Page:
Originally, it's believed that reborn dolls started in the U.S. during the early 90s before spreading to the UK and other parts of the world. Today, Tonight is an Australian news show that recently did a piece on the newfound popularity of reborning in the land down down under. The segment is broken up into two parts, both of which are posted below for your convenience. If you haven't seen them yet, take a couple minutes out of your day to check them out.
The segment kicks off with a collector taking a stroll through the grocery store with her reborn. Once shes confronted by other shoppers who want to see her baby, they are shocked to see it's actually a reborn. Of course this isn't anything new or original, as most collectors and artists have plenty of stories regarding people who have mistaken their dolls for babies. The segment then goes on to talk about how Christine collects reborn dolls to fill the void that was left behind when her grandson relocated with his family to New Zealand, which one of the most common reasons why people collect and make them.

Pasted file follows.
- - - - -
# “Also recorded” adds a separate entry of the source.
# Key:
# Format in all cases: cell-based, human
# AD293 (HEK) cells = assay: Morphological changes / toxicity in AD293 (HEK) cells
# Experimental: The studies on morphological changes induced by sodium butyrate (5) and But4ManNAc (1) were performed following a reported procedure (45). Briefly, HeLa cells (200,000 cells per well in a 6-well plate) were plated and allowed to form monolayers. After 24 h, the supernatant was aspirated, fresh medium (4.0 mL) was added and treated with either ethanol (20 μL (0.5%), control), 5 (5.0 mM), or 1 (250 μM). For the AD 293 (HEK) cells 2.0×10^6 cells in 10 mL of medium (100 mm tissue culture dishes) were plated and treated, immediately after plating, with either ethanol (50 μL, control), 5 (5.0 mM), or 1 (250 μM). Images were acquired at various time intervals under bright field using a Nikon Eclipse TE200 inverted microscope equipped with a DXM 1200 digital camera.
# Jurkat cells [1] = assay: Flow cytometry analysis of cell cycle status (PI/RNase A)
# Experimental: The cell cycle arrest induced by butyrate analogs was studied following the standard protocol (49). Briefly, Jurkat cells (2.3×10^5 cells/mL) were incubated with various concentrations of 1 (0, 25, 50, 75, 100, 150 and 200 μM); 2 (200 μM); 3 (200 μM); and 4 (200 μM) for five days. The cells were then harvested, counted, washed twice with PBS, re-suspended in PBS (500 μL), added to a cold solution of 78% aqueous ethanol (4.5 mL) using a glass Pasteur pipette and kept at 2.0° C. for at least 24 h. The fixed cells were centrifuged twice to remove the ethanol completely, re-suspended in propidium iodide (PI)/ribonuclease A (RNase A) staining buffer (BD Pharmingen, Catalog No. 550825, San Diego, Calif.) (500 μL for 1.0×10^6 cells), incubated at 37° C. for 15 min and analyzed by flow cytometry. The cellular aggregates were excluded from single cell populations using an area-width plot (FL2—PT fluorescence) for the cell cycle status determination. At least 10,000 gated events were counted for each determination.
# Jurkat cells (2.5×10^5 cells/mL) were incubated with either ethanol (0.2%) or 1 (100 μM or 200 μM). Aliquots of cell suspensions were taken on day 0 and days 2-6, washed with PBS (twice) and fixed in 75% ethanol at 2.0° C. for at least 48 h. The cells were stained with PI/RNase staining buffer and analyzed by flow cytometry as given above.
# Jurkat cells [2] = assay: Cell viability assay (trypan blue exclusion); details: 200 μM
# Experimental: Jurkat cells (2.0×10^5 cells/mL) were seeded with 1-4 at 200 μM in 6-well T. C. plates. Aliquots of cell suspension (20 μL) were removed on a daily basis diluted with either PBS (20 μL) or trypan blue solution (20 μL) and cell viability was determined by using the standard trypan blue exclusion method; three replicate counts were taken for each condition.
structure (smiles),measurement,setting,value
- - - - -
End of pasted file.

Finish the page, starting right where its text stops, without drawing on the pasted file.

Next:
At one point in the video, artist Lynn talks about how she feels a bit awkward sticking a needle in her doll's head. This process, known as "rooting," involves poking several dozen small holes into a doll's scalp so the artist can implant hair or fibers used to mimic hair. Toy dolls tend to have cheap-looking hair or even strokes of paint that's made to look like hair. Both of these techniques result in a toyish look that's far from the level of quality in reborns. As you can see in the video, though, Lynn takes her time to carefully root the needle into the doll's scalp so hair can be implanted at a later time.